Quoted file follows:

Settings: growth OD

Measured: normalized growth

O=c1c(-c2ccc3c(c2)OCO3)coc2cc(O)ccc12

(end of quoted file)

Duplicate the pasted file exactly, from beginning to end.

Settings: growth OD

Measured: normalized growth

O=c1c(-c2ccc3c(c2)OCO3)coc2cc(O)ccc12